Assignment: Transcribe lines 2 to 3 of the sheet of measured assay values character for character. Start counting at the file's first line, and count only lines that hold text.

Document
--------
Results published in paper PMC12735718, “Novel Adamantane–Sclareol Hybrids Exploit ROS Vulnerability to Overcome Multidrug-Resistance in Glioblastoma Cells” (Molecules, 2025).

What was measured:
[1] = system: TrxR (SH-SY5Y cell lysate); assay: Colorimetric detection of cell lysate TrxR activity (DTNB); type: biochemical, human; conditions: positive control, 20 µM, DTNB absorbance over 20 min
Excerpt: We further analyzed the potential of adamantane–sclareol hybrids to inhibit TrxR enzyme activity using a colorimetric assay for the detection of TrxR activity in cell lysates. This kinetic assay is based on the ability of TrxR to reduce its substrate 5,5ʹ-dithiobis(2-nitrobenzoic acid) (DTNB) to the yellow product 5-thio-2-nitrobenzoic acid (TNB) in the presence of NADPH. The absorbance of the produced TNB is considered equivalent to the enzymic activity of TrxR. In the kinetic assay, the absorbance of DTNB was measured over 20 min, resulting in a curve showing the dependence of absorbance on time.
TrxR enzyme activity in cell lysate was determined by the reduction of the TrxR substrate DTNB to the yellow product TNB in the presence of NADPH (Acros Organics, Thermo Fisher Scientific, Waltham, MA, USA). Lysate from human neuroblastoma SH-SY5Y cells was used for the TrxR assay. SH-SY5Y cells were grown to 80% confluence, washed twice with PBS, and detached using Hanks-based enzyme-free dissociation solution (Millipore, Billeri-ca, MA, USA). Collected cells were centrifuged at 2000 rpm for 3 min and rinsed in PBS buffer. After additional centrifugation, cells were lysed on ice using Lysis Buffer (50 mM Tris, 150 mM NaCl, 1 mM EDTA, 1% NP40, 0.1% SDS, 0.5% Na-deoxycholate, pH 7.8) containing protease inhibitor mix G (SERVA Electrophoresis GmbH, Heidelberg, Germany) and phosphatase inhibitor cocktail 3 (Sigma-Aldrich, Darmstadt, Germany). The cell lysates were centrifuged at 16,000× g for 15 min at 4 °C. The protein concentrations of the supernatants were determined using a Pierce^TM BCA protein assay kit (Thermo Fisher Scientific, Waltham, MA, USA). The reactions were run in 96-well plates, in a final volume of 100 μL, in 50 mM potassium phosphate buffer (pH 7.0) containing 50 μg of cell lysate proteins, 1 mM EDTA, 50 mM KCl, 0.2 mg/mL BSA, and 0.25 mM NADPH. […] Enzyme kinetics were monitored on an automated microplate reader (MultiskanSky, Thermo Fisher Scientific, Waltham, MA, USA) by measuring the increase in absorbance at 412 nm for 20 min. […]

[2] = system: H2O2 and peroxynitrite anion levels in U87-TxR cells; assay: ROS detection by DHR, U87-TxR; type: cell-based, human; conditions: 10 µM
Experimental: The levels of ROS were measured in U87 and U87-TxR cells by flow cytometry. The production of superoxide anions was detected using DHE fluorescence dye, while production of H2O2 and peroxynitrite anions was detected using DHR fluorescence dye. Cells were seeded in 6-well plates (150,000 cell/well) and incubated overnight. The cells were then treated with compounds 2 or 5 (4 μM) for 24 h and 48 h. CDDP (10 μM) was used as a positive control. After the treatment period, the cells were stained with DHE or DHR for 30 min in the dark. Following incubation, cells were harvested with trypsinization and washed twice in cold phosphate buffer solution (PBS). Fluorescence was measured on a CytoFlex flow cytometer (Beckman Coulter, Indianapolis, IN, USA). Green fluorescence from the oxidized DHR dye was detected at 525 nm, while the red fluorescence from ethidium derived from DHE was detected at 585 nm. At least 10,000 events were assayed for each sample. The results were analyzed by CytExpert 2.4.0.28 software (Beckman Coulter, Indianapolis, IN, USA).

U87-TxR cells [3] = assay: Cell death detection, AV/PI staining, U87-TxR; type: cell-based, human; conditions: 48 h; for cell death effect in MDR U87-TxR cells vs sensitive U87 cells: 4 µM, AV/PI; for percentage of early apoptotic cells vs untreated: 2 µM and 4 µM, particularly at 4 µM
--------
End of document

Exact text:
What was measured:
[1] = system: TrxR (SH-SY5Y cell lysate); assay: Colorimetric detection of cell lysate TrxR activity (DTNB); type: biochemical, human; conditions: positive control, 20 µM, DTNB absorbance over 20 min